The Delmarva Chicken Association (DCA) Vegetative Environmental Buffers Program was created to help with air quality improvements on chicken farms in Delaware, the Eastern Shore of Maryland, and the Eastern Shore of Virginia. DCA assumed responsibility for the program in 2006 after its creation by the University of Delaware.
The planting of trees around chicken houses has both air quality and water quality benefits. Properly designed vegetative environmental buffers with farm-specific plants -- trees, shrubs and warm season grasses -- help capture air emissions from chicken houses. Additionally, these vegetative environmental buffers can absorb nutrients in the soil and water around chicken houses and help prevent the movement of nutrients to adjacent waters.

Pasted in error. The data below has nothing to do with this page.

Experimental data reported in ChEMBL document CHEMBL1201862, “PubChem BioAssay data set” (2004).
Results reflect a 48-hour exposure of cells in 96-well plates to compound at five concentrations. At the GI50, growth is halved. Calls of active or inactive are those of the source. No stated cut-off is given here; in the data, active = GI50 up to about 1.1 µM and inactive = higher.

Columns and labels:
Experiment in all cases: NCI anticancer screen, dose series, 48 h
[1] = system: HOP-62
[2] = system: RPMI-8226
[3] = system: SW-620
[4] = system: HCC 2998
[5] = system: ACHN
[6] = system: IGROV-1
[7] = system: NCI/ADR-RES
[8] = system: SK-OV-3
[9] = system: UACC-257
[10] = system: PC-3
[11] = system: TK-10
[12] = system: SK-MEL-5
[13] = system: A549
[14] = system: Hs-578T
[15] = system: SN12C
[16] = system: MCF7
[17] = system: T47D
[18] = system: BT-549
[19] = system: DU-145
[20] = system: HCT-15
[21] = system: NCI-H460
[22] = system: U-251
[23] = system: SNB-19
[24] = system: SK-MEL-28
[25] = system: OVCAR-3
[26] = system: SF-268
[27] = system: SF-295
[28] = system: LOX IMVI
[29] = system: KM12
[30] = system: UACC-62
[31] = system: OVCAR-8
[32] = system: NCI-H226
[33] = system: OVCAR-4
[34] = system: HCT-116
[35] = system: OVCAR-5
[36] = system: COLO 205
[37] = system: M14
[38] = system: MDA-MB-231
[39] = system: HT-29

Vegetative environmental buffers also let growers reduce the time and expense of mowing grass. And DCA is also pioneering the adaption of pollinator-friendly vegetative environmental buffers, which promote crop pollination on top of their other advantages. In 2017, DCA was awarded a grant from Bayer's Feed A Bee program to help growers on Delmarva plant pollinator-friendly vegetative environmental buffers. Beginning in 2019, we've collaborated with the Nanticoke Watershed Alliance to research which pollinator-friendly plant species work best for growers, and converted high-maintenance mowed areas to low-maintenance pollinator-plot meadows all across Delmarva. This guide helps growers add pollinator-friendly buffers to their farms and transition lawns to meadows, including in swales between chicken houses.
Since 2006, the DCA Vegetative Environmental Buffers Coordinator has worked with hundreds of growers and overseen the designs of vegetative environmental buffers, helped growers navigate the systems of cost-share programs, and identified contractors to help with the plantings.
Delmarva chicken growers can contact program coordinator Jim Passwaters to learn more about this internationally known environmental program.